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Old 5th May 2011, 09:06 AM   #1
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Default Cathode bypasses - partial bypass and combination bias

Generally cathode resistors are bypassed in SE stages, but what other options are there?

a) Partial bypass - split the cathode resistor into two resistors and bypass one of them. In this case the upper part or the lower? What ratio of bypassed/unbypassed?

b) Combination bias - combine grid bias with cathode bias (bypassed or not)

Could anyone talk about these options and give examples? I'm thinking about a 300b output in a SET but it's a general principle. I'm wondering if any of these options might have some advantage over a simple bypassed resistor.

Andy
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Old 5th May 2011, 10:00 AM   #2
DF96 is offline DF96  England
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Quote:
In this case the upper part or the lower?
If no other connections (e.g. feedback to the cathode) it makes no difference. If there is feedback to the cathode, then it may matter. The LF behaviour will change, and any distortion from an electrolytic can be inside or outside the loop.

Quote:
Combination bias
I have done this for a modified 5-20. OK, not quite the same as a 300B SET but some issues are the same. Combination or mixed bias has some of the advantages and disadvantages of both types. The reason I did it was that it allows the quiescent bias setting to be nearer the optimum bias for both small signals and full signals, and the valves can run cooler. This is because cathode bias always needs to run valves hot, so that the bias shift caused by second-order distortion from signals does not push them too cool. Mixed bias gives less shift, so they can start off cooler anyway.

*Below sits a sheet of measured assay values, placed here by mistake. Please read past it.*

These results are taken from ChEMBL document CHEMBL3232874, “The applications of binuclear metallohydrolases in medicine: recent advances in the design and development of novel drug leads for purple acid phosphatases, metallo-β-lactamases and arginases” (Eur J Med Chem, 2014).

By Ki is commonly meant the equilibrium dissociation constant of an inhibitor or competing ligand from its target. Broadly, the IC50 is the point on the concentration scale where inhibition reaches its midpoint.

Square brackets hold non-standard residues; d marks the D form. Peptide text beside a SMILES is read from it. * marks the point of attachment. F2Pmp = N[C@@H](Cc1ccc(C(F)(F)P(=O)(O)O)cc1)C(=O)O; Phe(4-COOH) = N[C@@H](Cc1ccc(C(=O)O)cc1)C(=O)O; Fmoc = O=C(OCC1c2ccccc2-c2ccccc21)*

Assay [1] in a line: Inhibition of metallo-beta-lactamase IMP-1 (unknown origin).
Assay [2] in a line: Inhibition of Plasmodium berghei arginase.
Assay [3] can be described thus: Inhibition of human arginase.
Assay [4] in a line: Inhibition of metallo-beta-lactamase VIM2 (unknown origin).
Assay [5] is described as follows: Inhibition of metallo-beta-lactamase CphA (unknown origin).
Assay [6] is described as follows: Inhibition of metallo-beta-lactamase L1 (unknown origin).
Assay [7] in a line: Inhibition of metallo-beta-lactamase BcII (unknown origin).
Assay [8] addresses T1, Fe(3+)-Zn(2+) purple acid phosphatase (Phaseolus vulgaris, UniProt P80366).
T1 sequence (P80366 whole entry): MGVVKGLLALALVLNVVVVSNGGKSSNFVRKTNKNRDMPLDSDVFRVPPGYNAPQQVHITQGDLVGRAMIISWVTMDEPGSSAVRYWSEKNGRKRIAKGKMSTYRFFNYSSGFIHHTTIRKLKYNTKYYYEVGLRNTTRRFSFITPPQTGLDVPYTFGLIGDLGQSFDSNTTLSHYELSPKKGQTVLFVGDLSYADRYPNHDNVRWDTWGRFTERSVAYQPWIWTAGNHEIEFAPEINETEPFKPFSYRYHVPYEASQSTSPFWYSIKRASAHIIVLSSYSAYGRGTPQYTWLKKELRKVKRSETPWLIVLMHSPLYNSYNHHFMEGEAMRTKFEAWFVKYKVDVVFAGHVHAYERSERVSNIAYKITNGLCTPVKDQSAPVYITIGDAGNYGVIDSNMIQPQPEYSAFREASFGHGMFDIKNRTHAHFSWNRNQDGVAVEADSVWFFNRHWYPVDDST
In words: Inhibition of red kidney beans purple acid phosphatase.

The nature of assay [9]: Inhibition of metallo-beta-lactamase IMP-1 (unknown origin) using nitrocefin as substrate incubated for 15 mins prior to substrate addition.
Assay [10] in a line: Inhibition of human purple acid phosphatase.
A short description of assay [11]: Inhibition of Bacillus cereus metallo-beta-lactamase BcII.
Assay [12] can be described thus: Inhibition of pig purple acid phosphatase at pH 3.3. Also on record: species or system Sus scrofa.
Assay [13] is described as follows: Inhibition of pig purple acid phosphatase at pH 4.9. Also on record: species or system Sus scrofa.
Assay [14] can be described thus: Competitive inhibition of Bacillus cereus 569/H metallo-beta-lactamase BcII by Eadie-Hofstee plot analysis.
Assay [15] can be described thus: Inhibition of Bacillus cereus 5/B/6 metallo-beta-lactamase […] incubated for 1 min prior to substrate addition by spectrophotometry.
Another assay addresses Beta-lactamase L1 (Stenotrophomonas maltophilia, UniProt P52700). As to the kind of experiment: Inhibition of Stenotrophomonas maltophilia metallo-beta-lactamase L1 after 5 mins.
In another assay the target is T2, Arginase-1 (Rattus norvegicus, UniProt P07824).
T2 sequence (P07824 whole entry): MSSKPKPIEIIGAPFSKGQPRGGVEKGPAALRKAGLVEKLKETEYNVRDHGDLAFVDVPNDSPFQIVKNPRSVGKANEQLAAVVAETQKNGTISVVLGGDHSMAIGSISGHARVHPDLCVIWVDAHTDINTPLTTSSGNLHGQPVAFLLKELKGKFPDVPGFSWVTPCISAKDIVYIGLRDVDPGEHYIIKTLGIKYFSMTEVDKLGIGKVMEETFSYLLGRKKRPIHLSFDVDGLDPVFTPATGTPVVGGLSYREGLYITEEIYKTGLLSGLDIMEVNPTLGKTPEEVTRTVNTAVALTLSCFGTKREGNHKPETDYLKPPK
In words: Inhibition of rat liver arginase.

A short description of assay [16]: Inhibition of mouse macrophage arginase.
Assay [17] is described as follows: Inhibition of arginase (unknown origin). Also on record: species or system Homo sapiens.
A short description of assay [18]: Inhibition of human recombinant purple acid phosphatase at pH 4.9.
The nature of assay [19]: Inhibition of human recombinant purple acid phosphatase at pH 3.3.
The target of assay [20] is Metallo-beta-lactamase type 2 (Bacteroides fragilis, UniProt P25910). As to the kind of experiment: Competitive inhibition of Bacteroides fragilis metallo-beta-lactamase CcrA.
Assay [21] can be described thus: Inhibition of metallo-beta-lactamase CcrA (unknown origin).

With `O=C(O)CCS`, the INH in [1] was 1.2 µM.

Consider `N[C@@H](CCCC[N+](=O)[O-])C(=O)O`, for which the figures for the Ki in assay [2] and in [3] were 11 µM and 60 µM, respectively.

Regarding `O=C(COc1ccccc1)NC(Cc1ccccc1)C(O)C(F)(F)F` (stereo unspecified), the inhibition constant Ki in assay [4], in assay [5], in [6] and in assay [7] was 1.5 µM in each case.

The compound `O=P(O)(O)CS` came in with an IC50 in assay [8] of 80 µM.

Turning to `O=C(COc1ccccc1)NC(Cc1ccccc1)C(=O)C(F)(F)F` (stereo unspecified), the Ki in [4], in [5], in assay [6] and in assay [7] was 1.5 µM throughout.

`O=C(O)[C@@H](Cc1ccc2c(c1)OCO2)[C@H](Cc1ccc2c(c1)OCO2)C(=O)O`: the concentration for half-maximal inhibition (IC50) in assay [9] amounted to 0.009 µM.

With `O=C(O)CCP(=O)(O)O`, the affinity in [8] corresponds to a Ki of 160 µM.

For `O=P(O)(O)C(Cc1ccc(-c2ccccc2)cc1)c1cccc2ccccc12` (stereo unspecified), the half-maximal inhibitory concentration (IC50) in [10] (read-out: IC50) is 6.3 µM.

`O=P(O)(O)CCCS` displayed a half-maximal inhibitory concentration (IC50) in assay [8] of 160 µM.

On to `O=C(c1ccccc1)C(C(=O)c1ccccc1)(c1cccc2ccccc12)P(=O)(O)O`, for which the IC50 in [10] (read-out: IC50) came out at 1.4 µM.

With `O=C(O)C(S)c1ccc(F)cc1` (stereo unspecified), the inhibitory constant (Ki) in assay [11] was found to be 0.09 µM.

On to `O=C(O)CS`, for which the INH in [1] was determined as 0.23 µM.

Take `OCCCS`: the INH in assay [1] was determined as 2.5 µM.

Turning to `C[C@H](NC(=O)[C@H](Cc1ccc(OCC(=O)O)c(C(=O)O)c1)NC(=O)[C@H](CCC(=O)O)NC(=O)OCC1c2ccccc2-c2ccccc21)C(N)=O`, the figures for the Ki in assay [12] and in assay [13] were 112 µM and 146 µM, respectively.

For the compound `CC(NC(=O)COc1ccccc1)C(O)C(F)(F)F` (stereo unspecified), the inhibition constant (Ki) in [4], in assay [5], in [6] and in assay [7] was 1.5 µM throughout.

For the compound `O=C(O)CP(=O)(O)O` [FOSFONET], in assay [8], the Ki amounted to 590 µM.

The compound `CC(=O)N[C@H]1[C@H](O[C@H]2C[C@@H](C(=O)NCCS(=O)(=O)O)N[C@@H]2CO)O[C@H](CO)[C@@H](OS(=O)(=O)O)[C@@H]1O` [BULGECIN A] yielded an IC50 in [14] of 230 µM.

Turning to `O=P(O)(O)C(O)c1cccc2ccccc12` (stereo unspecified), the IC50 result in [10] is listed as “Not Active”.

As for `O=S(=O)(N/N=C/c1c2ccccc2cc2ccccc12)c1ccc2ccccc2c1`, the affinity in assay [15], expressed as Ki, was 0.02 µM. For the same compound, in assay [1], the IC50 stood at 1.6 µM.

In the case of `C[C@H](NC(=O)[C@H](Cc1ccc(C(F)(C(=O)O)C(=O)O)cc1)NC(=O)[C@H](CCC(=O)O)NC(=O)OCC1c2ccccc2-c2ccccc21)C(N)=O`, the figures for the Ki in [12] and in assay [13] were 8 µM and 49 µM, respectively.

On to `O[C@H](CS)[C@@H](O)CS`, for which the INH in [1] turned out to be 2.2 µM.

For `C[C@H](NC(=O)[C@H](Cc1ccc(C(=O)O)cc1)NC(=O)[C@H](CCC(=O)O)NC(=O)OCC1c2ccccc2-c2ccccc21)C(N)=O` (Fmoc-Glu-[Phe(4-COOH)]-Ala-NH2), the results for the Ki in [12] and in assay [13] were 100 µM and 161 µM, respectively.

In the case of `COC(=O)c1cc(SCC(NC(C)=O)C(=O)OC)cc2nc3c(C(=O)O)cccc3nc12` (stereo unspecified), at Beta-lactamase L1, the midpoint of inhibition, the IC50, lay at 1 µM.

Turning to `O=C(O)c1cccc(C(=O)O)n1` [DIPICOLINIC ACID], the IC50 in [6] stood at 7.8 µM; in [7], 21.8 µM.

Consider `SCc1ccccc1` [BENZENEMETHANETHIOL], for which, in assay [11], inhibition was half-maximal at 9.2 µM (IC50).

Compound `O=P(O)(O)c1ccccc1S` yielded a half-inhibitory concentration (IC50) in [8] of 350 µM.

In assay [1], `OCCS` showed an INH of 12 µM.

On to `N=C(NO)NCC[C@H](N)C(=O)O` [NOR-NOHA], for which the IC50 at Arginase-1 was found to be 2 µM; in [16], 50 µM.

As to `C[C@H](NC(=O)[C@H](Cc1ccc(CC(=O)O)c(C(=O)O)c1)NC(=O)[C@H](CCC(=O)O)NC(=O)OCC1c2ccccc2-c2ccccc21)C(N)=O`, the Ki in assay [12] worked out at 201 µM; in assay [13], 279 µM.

In addition, you get the adjustability of fixed bias and the safety of cathode bias.
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Old 5th May 2011, 01:24 PM   #3
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While we're on the subject, how do you calculate the value of a cathode bypass cap for a 46 where the plate (375v) is loaded with an interstage transformer (Hammond 126C) and there's 135v on the grid from the direct coupled previous stage? Cathode resistor is 14K. Current is around 10-12mA

andy
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Old 5th May 2011, 01:31 PM   #4
DF96 is offline DF96  England
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The LF point is set by the bypass capacitor reactance being equal to the parallel combination of the resistance looking into the cathode (roughly 1/gm but modified by the anode load for a triode) and the cathode resistor. In your case the resistor is so high that you can ignore it. Just work out the cathode impedance. I can't remember the exact formula but it is something like (1/gm) + (anode_load/mu).
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Old 5th May 2011, 08:26 PM   #5